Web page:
The Milwaukee Journal-Sentinel reports that its investigation of the secretive Bureau of Alcohol, Tobacco, Firearms and Explosives has turned up an operation that — get this — targets brain-damaged people and uses them to set up storefront sting operations. Those storefront sting ops have turned out to be rogue ops full of sketchy, dangerous tactics and outcomes.
Concerns about planning and oversight of undercover operations date to at least the late 1990s when the ATF was part of the Treasury Department. Discussions were held by top officials not only from Treasury but from the Department of Justice and others in hopes of bringing ATF investigations in line with other federal agency standards.
“It was a source of frustration for everybody,” said Rory Little, a former longtime federal prosecutor who participated in the meetings.
Nearly 20 years later, many of the same problems exist.
Butbecause much of the agency’s work is done secretly, the public hasn’t known.
Problems with storefront stings surfaced publicly earlier this year when the Journal Sentinel followed up on a tip from a Milwaukee landlord that the ATF had damaged his building and left behind sensitive documents revealing details about undercover agents and their operation.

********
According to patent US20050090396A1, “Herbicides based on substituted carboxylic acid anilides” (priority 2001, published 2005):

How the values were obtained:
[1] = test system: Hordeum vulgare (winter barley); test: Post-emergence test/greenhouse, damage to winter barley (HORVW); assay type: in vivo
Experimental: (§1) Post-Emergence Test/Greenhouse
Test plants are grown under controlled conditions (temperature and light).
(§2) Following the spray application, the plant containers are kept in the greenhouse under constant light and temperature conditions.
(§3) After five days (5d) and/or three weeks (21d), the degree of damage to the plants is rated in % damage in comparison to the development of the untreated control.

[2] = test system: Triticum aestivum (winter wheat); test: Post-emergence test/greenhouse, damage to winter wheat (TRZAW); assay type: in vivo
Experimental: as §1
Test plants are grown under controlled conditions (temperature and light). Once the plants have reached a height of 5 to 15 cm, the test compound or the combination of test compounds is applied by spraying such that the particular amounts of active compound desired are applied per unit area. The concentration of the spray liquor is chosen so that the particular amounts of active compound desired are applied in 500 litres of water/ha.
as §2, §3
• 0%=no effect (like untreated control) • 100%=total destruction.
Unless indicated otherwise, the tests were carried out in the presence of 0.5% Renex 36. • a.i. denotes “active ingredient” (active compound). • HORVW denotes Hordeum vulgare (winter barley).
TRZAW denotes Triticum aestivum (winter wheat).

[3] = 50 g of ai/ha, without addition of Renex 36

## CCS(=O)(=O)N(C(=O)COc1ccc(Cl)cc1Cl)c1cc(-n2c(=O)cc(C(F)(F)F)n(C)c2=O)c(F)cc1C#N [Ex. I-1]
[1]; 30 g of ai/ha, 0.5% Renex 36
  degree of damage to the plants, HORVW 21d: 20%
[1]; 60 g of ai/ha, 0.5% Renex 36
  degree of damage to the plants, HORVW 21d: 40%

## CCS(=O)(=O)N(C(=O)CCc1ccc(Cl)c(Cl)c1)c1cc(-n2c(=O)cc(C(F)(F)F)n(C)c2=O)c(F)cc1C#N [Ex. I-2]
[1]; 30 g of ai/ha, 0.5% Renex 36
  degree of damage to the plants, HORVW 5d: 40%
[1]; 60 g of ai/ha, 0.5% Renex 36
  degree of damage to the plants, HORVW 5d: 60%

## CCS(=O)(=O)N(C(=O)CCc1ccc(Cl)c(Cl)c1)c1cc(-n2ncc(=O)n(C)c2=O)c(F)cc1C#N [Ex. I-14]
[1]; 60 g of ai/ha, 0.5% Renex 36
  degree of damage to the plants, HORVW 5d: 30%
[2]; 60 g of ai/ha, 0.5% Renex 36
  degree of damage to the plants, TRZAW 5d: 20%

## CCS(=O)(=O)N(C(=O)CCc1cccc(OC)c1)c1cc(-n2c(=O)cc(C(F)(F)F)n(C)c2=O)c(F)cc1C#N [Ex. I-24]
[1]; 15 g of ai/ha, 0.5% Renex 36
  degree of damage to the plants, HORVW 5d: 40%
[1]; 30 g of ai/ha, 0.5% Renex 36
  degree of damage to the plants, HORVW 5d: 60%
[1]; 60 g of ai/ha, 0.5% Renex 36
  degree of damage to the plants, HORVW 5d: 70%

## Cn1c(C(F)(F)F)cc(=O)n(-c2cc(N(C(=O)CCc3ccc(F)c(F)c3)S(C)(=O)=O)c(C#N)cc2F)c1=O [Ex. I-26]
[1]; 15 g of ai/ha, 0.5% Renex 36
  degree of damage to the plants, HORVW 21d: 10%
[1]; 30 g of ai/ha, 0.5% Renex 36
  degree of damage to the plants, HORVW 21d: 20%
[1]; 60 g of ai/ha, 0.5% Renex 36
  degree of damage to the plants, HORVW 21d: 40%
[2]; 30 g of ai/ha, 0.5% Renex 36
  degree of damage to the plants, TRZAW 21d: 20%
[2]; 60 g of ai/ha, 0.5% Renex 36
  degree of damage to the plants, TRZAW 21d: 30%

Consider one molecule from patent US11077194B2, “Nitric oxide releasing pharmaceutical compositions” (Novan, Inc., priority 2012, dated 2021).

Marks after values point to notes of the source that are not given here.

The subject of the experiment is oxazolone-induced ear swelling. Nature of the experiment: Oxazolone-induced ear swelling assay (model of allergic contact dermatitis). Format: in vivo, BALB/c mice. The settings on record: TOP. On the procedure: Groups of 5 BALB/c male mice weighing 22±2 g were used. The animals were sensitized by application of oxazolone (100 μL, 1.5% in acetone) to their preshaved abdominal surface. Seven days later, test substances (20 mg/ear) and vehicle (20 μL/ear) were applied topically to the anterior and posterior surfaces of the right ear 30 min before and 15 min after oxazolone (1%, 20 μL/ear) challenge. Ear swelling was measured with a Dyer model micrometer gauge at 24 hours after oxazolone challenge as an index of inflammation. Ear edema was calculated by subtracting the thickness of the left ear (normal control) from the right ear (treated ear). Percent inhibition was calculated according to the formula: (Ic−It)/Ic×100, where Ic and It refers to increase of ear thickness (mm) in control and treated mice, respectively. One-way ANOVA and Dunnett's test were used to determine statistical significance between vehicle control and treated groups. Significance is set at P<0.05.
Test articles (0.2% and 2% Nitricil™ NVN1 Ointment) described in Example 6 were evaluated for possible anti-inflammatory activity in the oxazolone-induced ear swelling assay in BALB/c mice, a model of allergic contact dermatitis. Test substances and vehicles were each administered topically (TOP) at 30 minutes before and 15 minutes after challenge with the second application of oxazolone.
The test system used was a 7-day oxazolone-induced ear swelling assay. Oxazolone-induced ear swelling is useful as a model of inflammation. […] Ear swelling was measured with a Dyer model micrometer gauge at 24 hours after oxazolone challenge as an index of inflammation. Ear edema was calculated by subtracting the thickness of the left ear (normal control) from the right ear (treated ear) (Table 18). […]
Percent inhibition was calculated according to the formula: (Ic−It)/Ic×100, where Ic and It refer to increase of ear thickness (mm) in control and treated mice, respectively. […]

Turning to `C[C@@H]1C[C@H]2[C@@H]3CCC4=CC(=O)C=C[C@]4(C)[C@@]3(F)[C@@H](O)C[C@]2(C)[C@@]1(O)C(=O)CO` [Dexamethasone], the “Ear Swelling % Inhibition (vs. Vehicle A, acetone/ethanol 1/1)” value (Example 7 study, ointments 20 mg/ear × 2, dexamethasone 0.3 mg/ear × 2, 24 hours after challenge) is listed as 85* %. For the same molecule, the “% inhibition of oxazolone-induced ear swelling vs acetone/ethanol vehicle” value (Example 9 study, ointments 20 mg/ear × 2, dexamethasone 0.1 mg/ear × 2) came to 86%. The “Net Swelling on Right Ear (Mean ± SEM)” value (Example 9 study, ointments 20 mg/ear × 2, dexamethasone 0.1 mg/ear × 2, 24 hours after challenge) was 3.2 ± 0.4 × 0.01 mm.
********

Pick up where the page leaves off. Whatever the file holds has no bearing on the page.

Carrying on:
The newspaper’s investigation found the operation, dubbed Fearless Distributing, was marred by far more than the landlord knew. A machine gun and other weapons had been stolen from an agent’s car, the storefront was burglarized, agents arrested the wrong people and hired the brain-damaged man, who had an IQ of 54, to set up gun and drug deals.
The machine gun has not been recovered.
Members of Congress from both parties demanded answers, sparking an internal investigation by the ATF and a review by the Department of Justice’s Office of the Inspector General. Eight months later, the ATF has not released its findings and the Justice Department investigation is not complete.
We’ll only get anything out of DoJ if the problems go no higher than the agency itself. Or, if the administration can manage to come down on the ATF without jeopardizing its own Fast and Furious cover-up.
So, this will get buried.